In Limelight Networks, Inc. v. Akamai Technologies, Inc., decided on June 2, 2014, a unanimous Supreme Court clarified the standard for induced infringement under 35 U.S.C. § 271(b), holding that liability for inducement may arise only where a patent is directly infringed under 35 U.S.C. § 271(a). In so holding, the Supreme Court rejected the Federal Circuit’s reasoning that would have permitted induced infringement where multiple parties collectively performed the steps of a claimed method. Under the tightened standard articulated by the Court’s ruling in Limelight, a party may be liable for induced infringement only where performance of all steps of the claimed method are attributed to a single actor.
Factual Background and Procedural History
Akamai Technologies, Inc. is the exclusive licensee of U.S. Patent No. 6,108,703, which claims a method of delivering electronic data using a content delivery network, or CDN. Akamai’s claimed method requires “tagging” of data files to be stored on its servers to increase the speed by which that data is ultimately accessed by individual internet users. Limelight Networks, Inc. also operates a CDN and carries out some of the steps of the method claimed in the ’703 patent, but does not itself tag content. Instead, Limelight’s customers perform the tagging step required by the asserted claims.
Akamai filed suit against Limelight in the District of Massachusetts in 2006. A jury returned a verdict of infringement of two independent claims of the ’703 patent and awarded Akamai over $40 million in damages. Limelight’s motion for judgment as a matter of law was initially denied, but subsequently granted on reconsideration in light of Muniauction, Inc. v. Thomson Corp., 532 F.3d 1318 (Fed. Cir. 2008), which held that liability for direct infringement could only arise where a single actor (i) performed all steps of the claimed method itself or (ii) exercised “‘control or discretion’ over the entire process such that every step is attributable to the controlling party.” Id. at 1329. The Federal Circuit panel affirmed, finding that Limelight neither performed the required tagging step nor controlled its customers’ tagging. On en banc review, the Federal Circuit reversed the panel decision, declining to revisit direct infringement and imposing liability for inducement where a single actor carries out some steps of the claimed method and encourages others to perform the remaining steps.
The Supreme Court granted certiorari to determine “whether the Federal Circuit erred in holding that a defendant may be held liable for inducing patent infringement under 35 U.S.C. § 271(b) even though no one has committed direct infringement under § 271(a).”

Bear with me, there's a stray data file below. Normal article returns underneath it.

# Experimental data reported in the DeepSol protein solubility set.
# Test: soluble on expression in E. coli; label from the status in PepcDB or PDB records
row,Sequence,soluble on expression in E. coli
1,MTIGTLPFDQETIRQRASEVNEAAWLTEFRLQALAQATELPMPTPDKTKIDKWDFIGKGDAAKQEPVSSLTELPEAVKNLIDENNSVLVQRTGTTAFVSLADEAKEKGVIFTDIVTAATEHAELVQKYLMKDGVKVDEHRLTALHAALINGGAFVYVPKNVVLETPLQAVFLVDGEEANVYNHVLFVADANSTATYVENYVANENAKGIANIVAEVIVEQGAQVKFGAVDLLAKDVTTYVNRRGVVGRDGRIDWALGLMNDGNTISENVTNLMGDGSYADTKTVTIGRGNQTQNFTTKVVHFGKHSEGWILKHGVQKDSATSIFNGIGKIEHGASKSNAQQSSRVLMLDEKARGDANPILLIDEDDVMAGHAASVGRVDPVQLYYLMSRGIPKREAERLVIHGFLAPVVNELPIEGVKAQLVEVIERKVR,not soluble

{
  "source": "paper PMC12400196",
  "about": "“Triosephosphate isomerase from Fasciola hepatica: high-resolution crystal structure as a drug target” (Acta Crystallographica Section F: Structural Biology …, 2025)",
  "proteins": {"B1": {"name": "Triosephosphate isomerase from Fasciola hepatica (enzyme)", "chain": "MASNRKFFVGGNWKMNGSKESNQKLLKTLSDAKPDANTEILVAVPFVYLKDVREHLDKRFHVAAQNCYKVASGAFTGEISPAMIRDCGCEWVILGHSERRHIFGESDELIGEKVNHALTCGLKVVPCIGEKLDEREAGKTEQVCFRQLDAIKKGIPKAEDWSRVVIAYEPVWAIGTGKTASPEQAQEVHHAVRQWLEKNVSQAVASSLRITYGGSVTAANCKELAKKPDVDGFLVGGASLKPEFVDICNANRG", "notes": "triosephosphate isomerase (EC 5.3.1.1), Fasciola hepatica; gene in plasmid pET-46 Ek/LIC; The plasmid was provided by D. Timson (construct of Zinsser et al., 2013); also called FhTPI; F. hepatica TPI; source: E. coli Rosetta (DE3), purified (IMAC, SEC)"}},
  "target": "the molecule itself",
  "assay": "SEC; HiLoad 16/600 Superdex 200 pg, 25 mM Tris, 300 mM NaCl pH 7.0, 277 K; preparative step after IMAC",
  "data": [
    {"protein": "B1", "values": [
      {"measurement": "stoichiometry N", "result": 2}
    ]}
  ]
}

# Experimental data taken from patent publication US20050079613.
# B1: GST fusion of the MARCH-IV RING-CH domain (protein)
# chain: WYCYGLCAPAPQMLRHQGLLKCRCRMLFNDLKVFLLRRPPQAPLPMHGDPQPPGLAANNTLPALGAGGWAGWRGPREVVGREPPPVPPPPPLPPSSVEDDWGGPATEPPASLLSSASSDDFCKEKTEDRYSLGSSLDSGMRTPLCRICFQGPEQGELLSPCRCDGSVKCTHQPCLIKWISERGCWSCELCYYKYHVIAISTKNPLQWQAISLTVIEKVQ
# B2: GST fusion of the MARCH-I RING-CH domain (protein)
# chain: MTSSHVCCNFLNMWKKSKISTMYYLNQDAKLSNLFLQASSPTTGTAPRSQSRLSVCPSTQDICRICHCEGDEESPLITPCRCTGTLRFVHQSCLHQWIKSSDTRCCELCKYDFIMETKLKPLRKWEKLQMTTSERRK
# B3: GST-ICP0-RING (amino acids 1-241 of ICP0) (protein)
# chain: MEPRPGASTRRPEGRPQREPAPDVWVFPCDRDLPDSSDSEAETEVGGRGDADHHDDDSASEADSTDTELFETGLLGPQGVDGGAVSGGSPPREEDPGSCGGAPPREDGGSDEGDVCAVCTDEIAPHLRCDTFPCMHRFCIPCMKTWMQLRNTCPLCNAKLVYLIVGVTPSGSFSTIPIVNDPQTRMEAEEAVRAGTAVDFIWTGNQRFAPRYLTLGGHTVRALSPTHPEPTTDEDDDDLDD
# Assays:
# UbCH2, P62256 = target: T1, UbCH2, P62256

The Supreme Court Decision: Inducement Requires Direct Infringement
Writing for the Court, Justice Alito stated at the outset that “liability for inducement must be premised on direct infringement.” Slip Op. at 4-5. The Court assumed that the unchallenged holding of Muniauction correctly recited the standard for direct infringement of a method patent: “a method’s steps have not all been performed as claimed by the patent unless they are all attributable to the same defendant, either because the defendant actually performed those steps or because he directed or controlled others who performed them.” Slip Op. at 6. It follows, according to the Court, that there can be no infringement of a method claim — direct or indirect — where “the performance of all the patent’s steps is not attributable to any one person.” Id. Accordingly, the Court held that “Limelight cannot be liable for inducing infringement that never came to pass.” Slip. Op. at 7.
Rejecting a series of arguments set forth by Akamai, the Court addressed the assertion that its interpretation of § 271(b) would permit “a would-be infringer to evade liability by dividing performance of a method patent’s steps with another whom the defendant neither directs nor controls.” Slip. Op. 10. The Court faulted the Federal Circuit’s holding in Muniauction for creating this possible outcome, declining to apply “some free-floating concept of ‘infringement’ both untethered to the statutory text and difficult for the lower courts to apply consistently.” Id.
The Court declined to reconsider the holding of Muniauction in light of its grant of certiorari to address inducement under § 271(b) under the assumption that direct infringement under § 271(a) was not at issue. Slip Op. at 10. The case was remanded, and the Court invited the Federal Circuit invited to reevaluate its standard for direct infringement under § 271(a) at that time.